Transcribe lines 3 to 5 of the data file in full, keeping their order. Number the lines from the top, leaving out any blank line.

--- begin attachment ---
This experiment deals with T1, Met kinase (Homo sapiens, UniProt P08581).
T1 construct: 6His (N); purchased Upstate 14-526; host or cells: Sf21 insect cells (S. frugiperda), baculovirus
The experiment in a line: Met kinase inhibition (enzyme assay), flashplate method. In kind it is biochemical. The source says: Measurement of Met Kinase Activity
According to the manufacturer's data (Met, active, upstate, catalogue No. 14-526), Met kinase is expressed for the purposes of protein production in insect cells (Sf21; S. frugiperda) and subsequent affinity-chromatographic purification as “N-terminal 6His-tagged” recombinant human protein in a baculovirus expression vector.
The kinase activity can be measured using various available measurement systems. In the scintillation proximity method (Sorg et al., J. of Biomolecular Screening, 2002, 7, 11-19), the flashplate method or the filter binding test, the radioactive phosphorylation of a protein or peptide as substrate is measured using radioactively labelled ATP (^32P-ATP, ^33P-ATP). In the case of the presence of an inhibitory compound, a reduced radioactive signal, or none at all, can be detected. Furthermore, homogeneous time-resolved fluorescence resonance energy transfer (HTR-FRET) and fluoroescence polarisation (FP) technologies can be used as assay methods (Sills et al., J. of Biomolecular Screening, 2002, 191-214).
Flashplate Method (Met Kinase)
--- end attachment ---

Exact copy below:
The experiment in a line: Met kinase inhibition (enzyme assay), flashplate method. In kind it is biochemical. The source says: Measurement of Met Kinase Activity
According to the manufacturer's data (Met, active, upstate, catalogue No. 14-526), Met kinase is expressed for the purposes of protein production in insect cells (Sf21; S. frugiperda) and subsequent affinity-chromatographic purification as “N-terminal 6His-tagged” recombinant human protein in a baculovirus expression vector.
The kinase activity can be measured using various available measurement systems. In the scintillation proximity method (Sorg et al., J. of Biomolecular Screening, 2002, 7, 11-19), the flashplate method or the filter binding test, the radioactive phosphorylation of a protein or peptide as substrate is measured using radioactively labelled ATP (^32P-ATP, ^33P-ATP). In the case of the presence of an inhibitory compound, a reduced radioactive signal, or none at all, can be detected. Furthermore, homogeneous time-resolved fluorescence resonance energy transfer (HTR-FRET) and fluoroescence polarisation (FP) technologies can be used as assay methods (Sills et al., J. of Biomolecular Screening, 2002, 191-214).